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James Stanford Anderson (1899-1982)

Citation

“James Stanford Anderson (1899-1982),” Wyndham History, accessed August 15, 2020, http://www.wyndhamhistory.net.au/items/show/2145.
View Record Detail
Title

James Stanford Anderson (1899-1982)

Subject

Anderson, James Stanford

Publisher

Wyndham City Libraries

Date

1918

Contributor

Ian Cropper

Format

text

Language

eng

Type

Text

Biographical Text

No.50420  James Stanford Anderson
James Stanford Anderson was born in Coburg, Victoria on 27 November 1899.  

War Service
He enlisted at Footscray on 26 January 1918 – the final year of the war – aged just 18.

Working as a driver before joining up, his Attestation papers listed him as having a dark complexion, brown eyes and brown hair.   He had some experience of life in the military having served as a senior cadet for four years prior to enlisting. d His father – John S Anderson – was registered as next of kin and was living at Berry Street, Yarraville.

Following basic training, James Anderson passed his Light Horse test on 29 January 1918.  Although it varied from state to state, the focus was on their horse riding and handling skills.  A good horseman was not only able to tackle jumps and other obstacles, but could control up to five horses on his own.  By passing the test, he was allowed to wear the coveted emu feather which distinguished all Victorian members of the Light Horse.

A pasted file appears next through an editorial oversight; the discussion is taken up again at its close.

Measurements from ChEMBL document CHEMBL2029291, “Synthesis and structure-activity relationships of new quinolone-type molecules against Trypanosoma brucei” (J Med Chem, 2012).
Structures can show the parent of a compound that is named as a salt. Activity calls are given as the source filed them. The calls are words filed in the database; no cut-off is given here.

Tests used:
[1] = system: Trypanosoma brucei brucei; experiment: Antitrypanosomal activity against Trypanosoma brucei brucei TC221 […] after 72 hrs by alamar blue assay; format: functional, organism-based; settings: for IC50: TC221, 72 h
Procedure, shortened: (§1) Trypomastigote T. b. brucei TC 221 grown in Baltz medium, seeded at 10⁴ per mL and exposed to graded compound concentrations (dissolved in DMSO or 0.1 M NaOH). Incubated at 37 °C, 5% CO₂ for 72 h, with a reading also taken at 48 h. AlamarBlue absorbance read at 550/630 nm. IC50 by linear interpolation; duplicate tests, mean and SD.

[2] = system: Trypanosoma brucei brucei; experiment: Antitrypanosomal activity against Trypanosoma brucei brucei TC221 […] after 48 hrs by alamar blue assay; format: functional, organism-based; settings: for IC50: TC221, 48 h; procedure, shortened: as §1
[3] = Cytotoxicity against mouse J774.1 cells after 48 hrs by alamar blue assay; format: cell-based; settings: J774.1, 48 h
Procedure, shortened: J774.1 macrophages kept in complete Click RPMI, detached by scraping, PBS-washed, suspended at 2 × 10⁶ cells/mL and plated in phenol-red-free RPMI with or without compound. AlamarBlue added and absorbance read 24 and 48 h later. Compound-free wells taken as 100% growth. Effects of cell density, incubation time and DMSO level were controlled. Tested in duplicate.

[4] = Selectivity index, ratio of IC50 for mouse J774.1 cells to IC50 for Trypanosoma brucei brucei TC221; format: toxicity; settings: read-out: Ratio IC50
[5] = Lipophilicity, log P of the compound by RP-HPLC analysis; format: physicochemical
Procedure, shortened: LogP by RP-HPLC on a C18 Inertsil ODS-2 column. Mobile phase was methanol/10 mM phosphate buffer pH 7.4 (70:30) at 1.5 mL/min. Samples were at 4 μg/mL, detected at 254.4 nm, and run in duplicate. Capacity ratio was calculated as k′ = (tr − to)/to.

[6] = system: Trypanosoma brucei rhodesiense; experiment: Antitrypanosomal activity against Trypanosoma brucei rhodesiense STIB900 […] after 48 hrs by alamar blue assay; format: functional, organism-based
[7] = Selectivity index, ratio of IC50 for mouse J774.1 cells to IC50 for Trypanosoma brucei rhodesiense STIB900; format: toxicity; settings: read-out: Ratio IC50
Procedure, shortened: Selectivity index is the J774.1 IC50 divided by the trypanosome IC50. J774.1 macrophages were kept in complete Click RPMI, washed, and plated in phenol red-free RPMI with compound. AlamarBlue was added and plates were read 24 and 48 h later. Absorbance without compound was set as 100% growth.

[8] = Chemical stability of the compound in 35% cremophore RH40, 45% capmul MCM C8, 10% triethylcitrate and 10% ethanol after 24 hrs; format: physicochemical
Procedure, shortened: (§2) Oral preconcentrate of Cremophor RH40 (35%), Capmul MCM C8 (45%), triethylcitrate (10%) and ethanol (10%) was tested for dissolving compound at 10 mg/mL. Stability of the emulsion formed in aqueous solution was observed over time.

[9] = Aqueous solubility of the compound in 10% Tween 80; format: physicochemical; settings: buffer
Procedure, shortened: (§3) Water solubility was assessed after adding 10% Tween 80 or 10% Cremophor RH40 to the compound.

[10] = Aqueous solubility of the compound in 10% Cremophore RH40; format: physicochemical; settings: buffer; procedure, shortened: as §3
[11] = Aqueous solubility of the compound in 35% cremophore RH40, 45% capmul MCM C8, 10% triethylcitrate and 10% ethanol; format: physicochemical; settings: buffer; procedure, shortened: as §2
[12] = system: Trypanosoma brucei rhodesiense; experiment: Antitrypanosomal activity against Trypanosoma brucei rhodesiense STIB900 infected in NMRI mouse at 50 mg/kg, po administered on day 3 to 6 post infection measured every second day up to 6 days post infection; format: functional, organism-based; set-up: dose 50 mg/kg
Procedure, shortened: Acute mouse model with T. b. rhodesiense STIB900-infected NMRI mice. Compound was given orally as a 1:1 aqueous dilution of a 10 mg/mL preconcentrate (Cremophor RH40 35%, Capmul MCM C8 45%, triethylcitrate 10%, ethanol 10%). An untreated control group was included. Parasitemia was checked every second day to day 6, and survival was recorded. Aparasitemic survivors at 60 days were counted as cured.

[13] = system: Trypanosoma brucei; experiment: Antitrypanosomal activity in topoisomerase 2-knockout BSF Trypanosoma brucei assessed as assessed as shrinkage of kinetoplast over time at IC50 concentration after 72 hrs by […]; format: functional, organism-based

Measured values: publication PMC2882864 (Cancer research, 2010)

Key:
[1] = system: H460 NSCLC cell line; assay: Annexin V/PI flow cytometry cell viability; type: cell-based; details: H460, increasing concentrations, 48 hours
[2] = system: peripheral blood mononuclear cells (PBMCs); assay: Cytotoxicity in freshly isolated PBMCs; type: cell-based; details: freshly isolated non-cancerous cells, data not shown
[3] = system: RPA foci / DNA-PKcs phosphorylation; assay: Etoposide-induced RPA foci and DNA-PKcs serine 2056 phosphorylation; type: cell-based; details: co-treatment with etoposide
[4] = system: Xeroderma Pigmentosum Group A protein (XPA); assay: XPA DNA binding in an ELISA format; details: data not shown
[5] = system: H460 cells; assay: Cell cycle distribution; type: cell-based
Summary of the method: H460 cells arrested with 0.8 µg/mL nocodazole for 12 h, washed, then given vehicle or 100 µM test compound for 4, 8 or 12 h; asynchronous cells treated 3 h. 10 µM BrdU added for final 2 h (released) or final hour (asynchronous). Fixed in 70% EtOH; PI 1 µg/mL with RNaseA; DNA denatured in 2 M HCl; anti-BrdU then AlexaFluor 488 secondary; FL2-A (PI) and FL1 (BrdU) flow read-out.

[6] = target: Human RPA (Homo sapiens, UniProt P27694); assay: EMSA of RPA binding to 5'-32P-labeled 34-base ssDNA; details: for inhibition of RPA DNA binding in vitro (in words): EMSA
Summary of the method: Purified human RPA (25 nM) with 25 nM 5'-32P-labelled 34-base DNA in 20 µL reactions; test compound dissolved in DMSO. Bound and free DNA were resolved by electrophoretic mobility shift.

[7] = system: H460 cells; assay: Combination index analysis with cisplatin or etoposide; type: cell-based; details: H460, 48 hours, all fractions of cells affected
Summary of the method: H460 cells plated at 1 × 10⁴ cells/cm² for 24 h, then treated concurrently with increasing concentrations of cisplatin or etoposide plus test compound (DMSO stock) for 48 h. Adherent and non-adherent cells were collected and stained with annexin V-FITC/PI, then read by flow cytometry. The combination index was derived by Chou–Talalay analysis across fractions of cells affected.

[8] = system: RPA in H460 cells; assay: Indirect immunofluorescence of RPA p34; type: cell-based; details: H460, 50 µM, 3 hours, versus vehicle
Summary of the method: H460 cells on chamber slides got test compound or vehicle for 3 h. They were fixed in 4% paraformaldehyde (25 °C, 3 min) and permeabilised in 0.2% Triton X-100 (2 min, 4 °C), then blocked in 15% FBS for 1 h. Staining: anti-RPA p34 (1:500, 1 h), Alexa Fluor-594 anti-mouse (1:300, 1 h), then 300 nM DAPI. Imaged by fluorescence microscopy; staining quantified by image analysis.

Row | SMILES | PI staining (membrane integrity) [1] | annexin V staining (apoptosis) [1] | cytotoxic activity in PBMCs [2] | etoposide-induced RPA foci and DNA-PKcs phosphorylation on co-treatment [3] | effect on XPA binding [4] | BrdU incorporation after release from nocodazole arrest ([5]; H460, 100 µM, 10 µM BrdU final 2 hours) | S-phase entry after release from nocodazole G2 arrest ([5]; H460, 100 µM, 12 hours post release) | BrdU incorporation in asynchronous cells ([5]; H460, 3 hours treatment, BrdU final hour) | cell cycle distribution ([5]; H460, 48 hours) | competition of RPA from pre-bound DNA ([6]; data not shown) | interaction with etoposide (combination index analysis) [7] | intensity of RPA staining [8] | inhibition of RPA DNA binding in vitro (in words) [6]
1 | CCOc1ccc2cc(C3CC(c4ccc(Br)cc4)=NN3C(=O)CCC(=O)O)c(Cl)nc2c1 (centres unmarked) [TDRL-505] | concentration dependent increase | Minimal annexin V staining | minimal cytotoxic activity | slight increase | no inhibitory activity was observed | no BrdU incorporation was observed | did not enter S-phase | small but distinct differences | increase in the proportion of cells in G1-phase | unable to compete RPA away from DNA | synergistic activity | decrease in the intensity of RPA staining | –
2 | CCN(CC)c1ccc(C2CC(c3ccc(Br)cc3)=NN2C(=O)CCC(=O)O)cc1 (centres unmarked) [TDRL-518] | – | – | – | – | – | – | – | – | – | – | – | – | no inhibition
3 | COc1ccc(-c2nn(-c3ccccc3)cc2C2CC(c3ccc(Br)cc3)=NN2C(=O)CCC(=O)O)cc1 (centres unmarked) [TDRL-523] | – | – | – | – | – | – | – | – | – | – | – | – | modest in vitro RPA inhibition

A gruelling regime of training followed before James and his unit left Sydney in June and disembarked at Suez in Egypt on 17 July 1918.

Further training followed before he was allocated to the 4th Australian Light Horse Regiment on 27 November 1918 just 16 days after the Armistice.

The 4th Light Horse had been in the war since it started, fighting as ground troops at Gallipoli, on the Western Front in France and in Egypt where it focused on protecting the strategically important Suez Canal Zone.  A Victorian regiment, it had been formed in 1914.

Then regiment achieved legendary status in October 1917 for the cavalry charge at Beersheeba.

During Trooper Anderson's service in Egypt, he probably participated in the regiment's final action – quelling the Egyptian revolt that erupted in March 1919.  He returned to Australia in July 1919 and was discharged from service on 9 August 1919.

Post War
It would appear that he then spent most of his life in Melbourne after the war working as a grocer.  He married Ms Euphemia Grace Pack Hing Yephing in 1922 and died at Heidelberg on 20 February 1982 aged 83.

Medals & Entitlements:

  • British War Medal

Lest we forget

Bibliography

NAA Citation: NAA: B2455, Anderson J S

http://www.awm.gov.au/units/unit_10555.asp

4th Light Horse Regiment’s military history http://www.lighthorse.org.au/resources/history-of-the-australian-light-horse/the-mounted-soldiers-of-australia

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